Over the past decade, many Australians have invested in property via their superannuation funds.
One of the reasons they do this is because they want to have control over the performance of the funds in their super.
Another is it allows them to buy an investment property, when perhaps they could not have otherwise.
However, to invest in property they must have a Self-Managed Superannuation Fund or SMSF.
On top of that, there are a number of rules and regulations that must be followed, which is why this is not a strategy that should be attempted without receiving professional advice beforehand.
Here are 7 things that you must know before you proceed.
1. Your SMSF must have an investment strategy
When buying property via your SMSF, it must have an investment strategy.
That is, the investment property, or properties, have been selected because they are investment grade and are in strategic locations with the best chance of superior capital growth.
The property must also pass a “sole purpose test” which essentially means it has been bought to provide retirement benefits to fund members.
2. Your SMSF can borrow to purchase a property
A SMSF is an entity in its own right, separate to the trustees or you personally.
That means that it can borrow funds to purchase property via Limited Recourse Borrowing Arrangements (LRBA).
This also means that all funds for the property, including, say, a shortfall between the rent received and the mortgage repayments must be financed from funds within the SMSF.
3. Your SMSF can buy any type of property
SMSF’s can buy any type of property, including residential, industrial or commercial property.
In essence, buying with your SMSF is no different when it comes to property selection than when buying via other ownership structures such as trusts or in your personal name.
However to ensure you buy a property that outperforms the market, savvy investors work with experts to ensure they purchase the very best property they can for their budget.
4. Your SMSF can not borrow additional funds for the property
An SMSF cannot borrow more against a property it owns down the track, which means all property-related expenses must be financed from within the SMSF.
This also means that your SMSF can’t borrow funds to undertake a development or major renovation on the property.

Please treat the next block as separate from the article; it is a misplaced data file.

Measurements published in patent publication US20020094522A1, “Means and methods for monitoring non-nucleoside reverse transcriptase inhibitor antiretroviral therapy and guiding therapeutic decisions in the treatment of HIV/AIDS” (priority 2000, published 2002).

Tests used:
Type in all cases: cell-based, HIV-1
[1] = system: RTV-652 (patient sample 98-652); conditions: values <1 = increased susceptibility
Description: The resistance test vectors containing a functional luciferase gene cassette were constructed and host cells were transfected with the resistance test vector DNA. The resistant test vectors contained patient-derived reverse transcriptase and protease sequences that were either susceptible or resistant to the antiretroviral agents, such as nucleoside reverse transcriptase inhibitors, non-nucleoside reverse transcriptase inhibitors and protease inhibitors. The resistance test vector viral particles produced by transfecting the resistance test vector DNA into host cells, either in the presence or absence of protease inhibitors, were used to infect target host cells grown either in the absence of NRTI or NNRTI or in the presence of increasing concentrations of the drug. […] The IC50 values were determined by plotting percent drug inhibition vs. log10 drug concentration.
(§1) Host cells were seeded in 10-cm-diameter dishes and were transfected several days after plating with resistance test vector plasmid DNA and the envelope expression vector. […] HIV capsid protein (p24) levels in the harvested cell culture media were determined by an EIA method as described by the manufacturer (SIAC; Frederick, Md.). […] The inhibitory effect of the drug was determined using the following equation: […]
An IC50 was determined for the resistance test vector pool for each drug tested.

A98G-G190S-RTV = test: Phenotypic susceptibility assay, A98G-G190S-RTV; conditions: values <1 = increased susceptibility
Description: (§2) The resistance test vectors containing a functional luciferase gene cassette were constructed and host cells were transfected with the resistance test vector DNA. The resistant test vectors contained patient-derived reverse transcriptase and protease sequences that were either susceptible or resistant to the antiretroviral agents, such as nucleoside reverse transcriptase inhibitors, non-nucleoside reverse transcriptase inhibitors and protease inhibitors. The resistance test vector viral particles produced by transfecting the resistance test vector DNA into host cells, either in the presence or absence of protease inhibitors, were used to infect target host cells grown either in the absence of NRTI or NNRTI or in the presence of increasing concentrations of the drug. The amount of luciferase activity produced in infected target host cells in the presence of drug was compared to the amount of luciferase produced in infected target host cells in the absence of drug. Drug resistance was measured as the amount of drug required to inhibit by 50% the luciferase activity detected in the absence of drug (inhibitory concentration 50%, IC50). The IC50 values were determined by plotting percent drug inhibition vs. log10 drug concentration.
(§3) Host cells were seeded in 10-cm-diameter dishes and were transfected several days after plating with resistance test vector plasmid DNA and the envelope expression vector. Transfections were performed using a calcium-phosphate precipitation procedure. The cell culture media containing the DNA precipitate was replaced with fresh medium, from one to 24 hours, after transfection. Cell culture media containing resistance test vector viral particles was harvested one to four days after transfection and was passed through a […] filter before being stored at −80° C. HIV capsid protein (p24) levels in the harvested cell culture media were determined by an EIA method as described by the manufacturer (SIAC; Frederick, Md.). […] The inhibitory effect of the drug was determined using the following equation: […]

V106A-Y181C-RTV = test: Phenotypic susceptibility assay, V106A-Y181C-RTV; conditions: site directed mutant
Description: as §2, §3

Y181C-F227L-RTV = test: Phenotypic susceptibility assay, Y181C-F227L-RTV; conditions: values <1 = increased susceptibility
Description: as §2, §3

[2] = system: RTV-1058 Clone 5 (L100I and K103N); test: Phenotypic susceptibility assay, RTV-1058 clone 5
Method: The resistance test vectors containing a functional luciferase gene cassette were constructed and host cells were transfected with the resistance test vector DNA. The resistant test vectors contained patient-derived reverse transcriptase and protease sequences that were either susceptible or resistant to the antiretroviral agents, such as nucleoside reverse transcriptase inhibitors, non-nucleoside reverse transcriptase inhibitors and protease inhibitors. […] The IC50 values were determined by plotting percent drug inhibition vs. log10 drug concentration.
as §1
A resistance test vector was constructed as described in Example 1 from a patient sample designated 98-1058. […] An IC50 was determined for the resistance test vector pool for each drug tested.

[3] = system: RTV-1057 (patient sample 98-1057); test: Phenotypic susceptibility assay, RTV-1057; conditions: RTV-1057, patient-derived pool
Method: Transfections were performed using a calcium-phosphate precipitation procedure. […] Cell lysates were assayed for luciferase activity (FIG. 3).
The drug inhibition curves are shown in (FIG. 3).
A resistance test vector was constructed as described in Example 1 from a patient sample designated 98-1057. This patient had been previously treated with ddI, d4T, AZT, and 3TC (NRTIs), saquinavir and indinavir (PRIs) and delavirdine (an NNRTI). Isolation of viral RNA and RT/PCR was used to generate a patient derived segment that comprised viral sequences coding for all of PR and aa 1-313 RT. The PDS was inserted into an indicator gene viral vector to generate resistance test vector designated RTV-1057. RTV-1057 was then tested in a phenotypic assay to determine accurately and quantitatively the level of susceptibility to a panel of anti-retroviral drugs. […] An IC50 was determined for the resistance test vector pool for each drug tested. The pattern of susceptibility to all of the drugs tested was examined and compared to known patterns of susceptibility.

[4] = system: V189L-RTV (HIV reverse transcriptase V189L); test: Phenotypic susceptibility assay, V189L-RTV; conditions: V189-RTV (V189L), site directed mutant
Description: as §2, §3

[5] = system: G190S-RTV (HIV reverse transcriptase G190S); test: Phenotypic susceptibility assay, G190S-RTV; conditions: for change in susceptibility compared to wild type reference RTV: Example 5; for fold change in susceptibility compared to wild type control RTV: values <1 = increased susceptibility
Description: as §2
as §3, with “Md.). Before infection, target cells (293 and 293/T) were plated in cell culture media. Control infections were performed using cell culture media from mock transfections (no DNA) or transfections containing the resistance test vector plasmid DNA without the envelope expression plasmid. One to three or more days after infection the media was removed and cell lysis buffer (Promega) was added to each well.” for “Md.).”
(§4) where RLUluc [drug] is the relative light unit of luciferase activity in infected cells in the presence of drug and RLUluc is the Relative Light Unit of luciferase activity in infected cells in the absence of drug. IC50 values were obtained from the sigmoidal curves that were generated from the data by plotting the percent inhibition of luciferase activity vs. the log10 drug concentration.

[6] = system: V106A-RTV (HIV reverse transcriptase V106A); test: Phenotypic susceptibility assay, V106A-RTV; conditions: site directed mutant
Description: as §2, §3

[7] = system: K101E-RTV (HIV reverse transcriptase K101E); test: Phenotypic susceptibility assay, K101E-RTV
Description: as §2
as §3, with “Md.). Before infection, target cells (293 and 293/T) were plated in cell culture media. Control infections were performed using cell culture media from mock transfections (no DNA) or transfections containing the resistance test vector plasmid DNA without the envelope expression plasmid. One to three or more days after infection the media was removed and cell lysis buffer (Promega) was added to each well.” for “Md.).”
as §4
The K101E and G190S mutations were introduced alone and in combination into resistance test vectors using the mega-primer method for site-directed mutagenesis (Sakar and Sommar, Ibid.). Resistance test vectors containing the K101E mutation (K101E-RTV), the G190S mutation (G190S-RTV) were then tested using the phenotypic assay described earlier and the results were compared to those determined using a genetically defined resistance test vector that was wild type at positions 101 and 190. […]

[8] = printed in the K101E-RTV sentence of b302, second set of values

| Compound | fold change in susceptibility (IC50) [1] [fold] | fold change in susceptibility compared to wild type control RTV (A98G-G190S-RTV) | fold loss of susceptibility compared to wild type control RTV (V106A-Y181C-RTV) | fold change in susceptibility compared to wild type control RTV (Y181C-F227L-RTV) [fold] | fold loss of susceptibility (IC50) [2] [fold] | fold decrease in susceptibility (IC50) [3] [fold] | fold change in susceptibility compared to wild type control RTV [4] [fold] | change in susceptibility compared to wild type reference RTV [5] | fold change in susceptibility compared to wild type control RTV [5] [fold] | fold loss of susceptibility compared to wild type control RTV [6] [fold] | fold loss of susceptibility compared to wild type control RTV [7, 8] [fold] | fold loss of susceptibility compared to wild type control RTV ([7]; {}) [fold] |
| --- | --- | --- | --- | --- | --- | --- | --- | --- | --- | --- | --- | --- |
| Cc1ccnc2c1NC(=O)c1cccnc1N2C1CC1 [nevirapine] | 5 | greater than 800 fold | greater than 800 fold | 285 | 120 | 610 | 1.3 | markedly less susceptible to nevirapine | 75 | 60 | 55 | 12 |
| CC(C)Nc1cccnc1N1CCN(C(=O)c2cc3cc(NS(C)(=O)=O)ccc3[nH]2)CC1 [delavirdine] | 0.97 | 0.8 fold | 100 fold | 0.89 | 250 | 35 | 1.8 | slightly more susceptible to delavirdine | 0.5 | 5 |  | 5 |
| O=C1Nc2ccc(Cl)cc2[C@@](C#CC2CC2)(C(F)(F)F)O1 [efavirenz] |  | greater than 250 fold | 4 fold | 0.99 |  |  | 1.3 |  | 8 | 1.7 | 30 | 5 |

5. Can’t buy from a related party
If buying a residential property, it can’t be from a related party.
Under the superannuation law, a related party is anyone who is a member of the SMSF.
That is, a member making contributions into the SMSF, a member receiving a pension from the SMSF as well as a member who has deferred their entitlements to receive a superannuation benefit from the SMSF.
However an SMSF can buy business premises form a related party.
6. Family members and associates can’t rent it
Likewise, your family and associates are not allowed to rent or use the property if it is residential.
This rule is to ensure that the property has been solely bought with the intention of providing retirement benefits to fund members rather than buying a nice property for your adult child to rent from you.
However, this doesn’t apply for commercial premises, with many business owners opting to set up their offices or workshops in a property bought within their SMSF.
7. SMSF is not for everyone
While investing in your SMSF might seem like a simple enough thing to do, it’s not.
It has a number of expenses, such as auditing and complex accounting, that standard property investors generally don’t not have to worry about.
Also, many people don’t have enough funds in their SMSF to undertake this strategy successfully.
That’s why it’s vital to get independent financial advice from an accountant with experience in SMSF investing long before you’ve started searching for a property online.
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This article is general information only and is intended as educational material. Metropole Wealth Advisory nor its associated or related entitles, directors, officers or employees intend this material to be advice either actual or implied. You should not act on any of the above without first seeking specific advice taking into account your circumstances and objectives.
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